Background: Olive oil consumption is associated with a decreased risk of several chronic diseases, in particular cardiovascular disease (CVD). However, data on the effects of olive oil on overall mortality are scarce.
Objective: We evaluated the association between olive oil and overall and cause-specific mortality in the Spanish population in the European Prospective Investigation into Cancer and Nutrition (EPIC-Spain).
Design: A total of 40,622 participants (62% female) aged 29-69 y were recruited from 5 Spanish regions in 1992-1996. The association between olive oil (analyzed as a categorical and continuous variable) and overall and cause-specific mortality (CVD, cancer, and other causes) was analyzed by using Cox proportional hazards regression models adjusted for potential confounders.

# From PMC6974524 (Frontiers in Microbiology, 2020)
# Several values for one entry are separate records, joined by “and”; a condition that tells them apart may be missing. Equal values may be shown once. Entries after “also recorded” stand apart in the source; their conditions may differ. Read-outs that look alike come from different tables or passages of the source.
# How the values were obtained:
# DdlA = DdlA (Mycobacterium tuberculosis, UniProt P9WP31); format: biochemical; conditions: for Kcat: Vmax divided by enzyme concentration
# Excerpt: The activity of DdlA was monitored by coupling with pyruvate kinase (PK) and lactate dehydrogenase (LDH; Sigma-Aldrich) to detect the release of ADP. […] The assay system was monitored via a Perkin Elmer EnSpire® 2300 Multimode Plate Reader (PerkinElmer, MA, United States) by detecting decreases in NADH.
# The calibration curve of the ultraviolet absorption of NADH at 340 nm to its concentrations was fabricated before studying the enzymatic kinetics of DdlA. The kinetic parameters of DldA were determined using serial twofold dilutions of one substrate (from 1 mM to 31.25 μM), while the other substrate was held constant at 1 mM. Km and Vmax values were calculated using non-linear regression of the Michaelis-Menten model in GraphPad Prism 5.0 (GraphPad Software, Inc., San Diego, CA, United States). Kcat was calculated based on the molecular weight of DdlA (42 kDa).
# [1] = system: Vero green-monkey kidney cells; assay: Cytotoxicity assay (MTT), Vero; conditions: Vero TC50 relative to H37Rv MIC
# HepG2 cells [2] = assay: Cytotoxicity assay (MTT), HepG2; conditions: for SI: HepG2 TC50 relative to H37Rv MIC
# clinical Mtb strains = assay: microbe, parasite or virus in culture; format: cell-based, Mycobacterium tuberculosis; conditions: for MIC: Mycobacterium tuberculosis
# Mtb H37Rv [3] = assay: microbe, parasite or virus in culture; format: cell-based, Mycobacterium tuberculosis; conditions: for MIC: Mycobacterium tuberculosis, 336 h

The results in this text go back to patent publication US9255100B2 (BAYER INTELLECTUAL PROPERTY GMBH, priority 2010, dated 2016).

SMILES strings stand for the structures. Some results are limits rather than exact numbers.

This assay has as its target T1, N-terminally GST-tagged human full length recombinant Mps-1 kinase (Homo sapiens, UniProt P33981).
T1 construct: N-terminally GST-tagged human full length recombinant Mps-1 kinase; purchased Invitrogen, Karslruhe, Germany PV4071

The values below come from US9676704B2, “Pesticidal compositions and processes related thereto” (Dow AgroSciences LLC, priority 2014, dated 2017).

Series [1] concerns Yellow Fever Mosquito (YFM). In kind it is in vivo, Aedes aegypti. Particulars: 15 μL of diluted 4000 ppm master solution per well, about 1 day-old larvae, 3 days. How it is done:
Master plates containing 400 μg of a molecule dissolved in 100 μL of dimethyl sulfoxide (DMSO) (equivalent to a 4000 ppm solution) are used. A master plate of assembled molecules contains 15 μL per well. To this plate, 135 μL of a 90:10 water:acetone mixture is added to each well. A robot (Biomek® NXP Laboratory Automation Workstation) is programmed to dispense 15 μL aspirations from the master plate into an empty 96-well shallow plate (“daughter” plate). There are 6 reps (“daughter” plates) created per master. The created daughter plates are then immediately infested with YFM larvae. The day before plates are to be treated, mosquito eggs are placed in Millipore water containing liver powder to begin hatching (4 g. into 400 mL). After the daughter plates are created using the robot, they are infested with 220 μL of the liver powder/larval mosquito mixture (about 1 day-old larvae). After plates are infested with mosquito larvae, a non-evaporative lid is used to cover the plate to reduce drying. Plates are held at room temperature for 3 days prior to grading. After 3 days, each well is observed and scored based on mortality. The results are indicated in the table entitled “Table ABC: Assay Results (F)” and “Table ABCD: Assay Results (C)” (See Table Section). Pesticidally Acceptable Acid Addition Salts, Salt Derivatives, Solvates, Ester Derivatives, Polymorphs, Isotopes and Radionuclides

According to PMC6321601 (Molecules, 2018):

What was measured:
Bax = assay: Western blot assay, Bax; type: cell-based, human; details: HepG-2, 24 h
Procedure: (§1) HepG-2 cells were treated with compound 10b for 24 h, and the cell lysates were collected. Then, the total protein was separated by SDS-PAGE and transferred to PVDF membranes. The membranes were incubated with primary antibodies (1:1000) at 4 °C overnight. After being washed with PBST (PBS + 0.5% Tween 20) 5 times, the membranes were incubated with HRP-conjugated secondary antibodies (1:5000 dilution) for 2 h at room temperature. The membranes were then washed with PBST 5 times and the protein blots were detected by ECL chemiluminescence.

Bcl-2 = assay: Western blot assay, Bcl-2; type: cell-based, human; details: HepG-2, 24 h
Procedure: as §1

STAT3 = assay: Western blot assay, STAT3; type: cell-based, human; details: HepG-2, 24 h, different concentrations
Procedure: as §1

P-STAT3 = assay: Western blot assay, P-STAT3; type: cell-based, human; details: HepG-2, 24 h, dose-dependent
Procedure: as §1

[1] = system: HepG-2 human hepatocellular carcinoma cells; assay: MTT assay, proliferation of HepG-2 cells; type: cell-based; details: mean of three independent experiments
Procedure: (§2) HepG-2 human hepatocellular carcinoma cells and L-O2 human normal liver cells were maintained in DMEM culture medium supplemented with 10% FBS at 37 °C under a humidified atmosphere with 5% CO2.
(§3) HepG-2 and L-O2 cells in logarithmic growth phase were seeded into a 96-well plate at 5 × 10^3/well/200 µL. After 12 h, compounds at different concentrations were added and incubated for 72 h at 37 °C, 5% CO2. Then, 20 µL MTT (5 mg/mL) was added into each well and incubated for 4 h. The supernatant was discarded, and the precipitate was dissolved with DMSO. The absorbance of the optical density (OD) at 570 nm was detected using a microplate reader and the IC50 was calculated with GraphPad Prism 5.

Results: A total of 1915 deaths were reported during 13.4 y of follow-up: 416 CVD deaths, 956 cancer deaths, and 417 deaths from other causes (for 126 deaths the cause was not available). In comparison with nonconsumers, the highest quartile of olive oil consumption was associated with a 26% (95% CI: 13%, 36%) reduction in risk of overall mortality and a 44% (95% CI: 21%, 60%) reduction in CVD mortality. For each increase in olive oil of 10 g · 2000 kcal⁻¹ · d⁻¹, there was a 7% (95% CI: 3%, 10%) decreased risk of overall mortality and a 13% (95% CI: 6%, 20%) decreased risk of CVD mortality. No significant association was observed between olive oil and cancer mortality.
Conclusions: Olive oil was associated with a decreased risk of overall mortality and an important reduction in CVD mortality in this large Mediterranean cohort. This provides further evidence on the beneficial effects of one of the key Mediterranean dietary components.